Arizona’s wine industry dates back to the 16th century, when Spanish missionaries began growing grapes and making wine. In the area known as Sonoita/Elgin, about an hour south of Tucson, 21st-century winemakers are giving California vintners a run for their money.
The Holistic Approach
Winemaker Kief Manning, founder of Kief-Joshua Vineyards, discovered his calling at an early age. At 15, he was working in a wine shop. At 17, he was making his own wine at home. He eventually moved to Australia to study winemaking, earning his master’s from the University of Melbourne in Victoria. Manning was drawn to the experimental approach taken by winemakers Down Under.
“We used to visit different wineries out in the middle of nowhere,” he recalls, “where they were doing weird stuff, with no scientific proof, but they were making dynamite wine.” Manning admired that “whatever works” philosophy.
Manning returned to the U.S. and began growing wine in Sonoita in 2003, adapting a holistic approach to farming developed in the 1920s by scientist and philosopher Rudolf Steiner that promotes organics and self-sustainability. In 2007, along with his parents, Jeff and Charlene, and sister Carly, he opened a tasting room. Approximately 65 percent of the grapes they grow are red and 35 percent white, creating primarily single-variety dry reds and dry whites. Among the wines produced are Cabernet Franc, Tempranillo, Malbec, Viognier and Lacrime Divino.
Manning sees a great future ahead for the region: “What I really like about the Arizona wine industry is we’re all small producers, and I think we’re going to stay that way for a long time, or at least for the foreseeable future. You have a bunch of different styles, you’re seeing interesting handcrafted, small-batch wines and variety from year to year—unique wines from unique people.”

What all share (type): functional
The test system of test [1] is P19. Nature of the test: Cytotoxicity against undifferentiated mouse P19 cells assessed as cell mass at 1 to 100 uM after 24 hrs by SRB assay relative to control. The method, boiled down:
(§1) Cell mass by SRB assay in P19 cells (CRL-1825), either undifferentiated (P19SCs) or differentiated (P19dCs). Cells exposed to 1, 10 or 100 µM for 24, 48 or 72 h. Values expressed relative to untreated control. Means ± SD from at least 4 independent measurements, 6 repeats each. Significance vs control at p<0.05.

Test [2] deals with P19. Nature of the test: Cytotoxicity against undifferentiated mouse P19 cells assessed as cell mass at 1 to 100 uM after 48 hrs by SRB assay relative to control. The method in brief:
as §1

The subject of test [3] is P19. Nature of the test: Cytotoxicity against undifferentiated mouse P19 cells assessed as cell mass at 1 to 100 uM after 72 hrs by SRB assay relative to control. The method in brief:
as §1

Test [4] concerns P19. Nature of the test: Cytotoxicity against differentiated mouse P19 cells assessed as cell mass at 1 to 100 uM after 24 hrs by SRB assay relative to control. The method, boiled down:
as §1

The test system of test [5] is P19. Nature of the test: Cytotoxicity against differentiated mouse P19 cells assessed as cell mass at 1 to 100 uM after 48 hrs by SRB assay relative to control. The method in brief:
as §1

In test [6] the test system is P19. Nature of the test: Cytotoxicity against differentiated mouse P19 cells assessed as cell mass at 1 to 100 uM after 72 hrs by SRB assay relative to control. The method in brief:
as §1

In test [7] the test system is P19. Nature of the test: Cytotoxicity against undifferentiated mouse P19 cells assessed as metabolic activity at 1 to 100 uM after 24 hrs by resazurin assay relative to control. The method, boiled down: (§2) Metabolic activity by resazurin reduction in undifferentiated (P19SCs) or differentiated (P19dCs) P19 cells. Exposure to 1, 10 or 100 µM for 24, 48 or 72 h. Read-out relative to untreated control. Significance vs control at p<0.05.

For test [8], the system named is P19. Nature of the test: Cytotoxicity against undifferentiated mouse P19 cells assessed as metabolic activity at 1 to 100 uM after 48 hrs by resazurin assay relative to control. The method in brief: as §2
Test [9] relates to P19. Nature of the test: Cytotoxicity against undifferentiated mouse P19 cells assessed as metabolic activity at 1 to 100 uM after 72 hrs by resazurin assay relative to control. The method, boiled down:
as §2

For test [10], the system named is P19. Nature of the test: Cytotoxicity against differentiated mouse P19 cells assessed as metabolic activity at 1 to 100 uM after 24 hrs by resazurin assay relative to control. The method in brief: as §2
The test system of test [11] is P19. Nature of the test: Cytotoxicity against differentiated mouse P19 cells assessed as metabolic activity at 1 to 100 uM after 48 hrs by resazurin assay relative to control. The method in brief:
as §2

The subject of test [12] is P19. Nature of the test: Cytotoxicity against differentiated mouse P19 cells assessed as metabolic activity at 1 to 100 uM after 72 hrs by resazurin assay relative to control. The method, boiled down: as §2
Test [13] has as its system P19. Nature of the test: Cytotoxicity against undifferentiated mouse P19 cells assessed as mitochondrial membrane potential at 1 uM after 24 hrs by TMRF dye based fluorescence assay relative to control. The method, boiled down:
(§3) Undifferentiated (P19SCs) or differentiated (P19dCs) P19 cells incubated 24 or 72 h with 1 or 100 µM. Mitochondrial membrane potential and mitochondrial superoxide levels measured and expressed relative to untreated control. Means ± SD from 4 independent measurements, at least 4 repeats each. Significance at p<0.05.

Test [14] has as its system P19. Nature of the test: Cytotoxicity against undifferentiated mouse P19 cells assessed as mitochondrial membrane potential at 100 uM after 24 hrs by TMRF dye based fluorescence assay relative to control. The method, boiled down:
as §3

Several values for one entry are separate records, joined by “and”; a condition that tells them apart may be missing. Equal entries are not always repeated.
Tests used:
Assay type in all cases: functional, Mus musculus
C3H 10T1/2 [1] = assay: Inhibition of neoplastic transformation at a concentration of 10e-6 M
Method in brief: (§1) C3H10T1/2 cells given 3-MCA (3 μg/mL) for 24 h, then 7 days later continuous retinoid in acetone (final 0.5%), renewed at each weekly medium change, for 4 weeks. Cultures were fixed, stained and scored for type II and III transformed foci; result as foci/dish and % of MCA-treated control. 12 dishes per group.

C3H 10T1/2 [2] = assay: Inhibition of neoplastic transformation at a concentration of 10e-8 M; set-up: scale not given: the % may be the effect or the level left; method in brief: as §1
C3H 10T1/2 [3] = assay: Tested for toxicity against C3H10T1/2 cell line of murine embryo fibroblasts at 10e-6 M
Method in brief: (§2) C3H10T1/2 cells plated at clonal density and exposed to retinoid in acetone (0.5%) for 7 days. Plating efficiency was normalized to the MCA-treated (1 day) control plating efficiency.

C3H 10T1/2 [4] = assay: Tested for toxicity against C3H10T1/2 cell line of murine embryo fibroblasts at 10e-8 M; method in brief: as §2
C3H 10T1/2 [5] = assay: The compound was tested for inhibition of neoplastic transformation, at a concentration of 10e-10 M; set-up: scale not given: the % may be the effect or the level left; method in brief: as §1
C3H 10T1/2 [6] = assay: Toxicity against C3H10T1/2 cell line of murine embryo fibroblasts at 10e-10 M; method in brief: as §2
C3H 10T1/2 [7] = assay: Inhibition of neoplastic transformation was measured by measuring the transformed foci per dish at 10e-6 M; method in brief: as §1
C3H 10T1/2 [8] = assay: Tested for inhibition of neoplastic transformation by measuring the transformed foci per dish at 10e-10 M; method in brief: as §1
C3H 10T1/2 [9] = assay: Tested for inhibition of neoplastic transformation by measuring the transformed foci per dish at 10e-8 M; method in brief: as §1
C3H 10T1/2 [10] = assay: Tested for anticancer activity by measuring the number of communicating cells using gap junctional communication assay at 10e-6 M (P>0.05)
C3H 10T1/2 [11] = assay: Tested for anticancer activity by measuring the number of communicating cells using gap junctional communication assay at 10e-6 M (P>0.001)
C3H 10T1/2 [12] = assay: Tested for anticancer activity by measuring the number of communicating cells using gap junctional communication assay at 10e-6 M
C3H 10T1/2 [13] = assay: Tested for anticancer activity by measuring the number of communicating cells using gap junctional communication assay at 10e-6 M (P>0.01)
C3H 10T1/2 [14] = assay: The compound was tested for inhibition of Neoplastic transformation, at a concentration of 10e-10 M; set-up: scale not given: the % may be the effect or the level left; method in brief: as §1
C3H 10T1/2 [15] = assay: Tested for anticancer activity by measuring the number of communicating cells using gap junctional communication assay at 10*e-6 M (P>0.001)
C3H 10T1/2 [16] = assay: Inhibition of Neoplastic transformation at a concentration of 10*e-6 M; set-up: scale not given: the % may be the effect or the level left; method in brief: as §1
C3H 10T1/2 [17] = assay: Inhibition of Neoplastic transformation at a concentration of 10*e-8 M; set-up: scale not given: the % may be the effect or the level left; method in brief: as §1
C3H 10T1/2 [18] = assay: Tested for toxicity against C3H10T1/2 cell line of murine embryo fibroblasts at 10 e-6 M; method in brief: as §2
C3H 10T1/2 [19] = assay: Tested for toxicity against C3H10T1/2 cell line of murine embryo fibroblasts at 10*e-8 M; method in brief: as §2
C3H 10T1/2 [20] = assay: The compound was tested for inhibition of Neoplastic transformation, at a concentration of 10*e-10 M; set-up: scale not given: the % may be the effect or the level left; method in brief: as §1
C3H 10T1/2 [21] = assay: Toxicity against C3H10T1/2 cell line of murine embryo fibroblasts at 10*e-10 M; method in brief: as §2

From Skyscraper to Cellar
Like Manning, Ann Roncone of Lightning Ridge Cellars began making wine at home. “I was kind of a garage winemaker,” she says. Her day job was as a mechanical engineer in San Francisco, but in her spare time, she took courses from UC Davis and would spend her vacations working as a “cellar rat,” as she puts it, at Bay Area wineries, learning as much as she could. Eventually, she decided to trade in her high heels and pearls for a sweatshirt and overalls and purchase a vineyard. But land in California was too expensive. Roncone’s husband had done his grad work at the University of Arizona, so he knew Tucson. When they learned that the area was a recognized AVA (American Viticultural Area), they decided to establish their business here and purchased 20 acres of what had been grazing land.
That was in 2004. They spent the first five years creating the infrastructure and opened in 2009. Roncone decided to specialize in Italian varietals because of her background and because no one else in the area was growing these at the time. Today, Lightning Ridge estate wines include Petit Verdot, Cabernet Sauvignon, Muscat Canelli and their flagship wine, Montepulciano, a varietal from Tuscany grown in very few places in the United States.
Does Roncone miss her previous life in the corporate world? Looking out over the winery’s bocce ball court to the vineyards beyond, the answer is clearly no, although “I do occasionally wear my pearls when I’m working outside,” she says with a laugh.
A New Venture Takes Off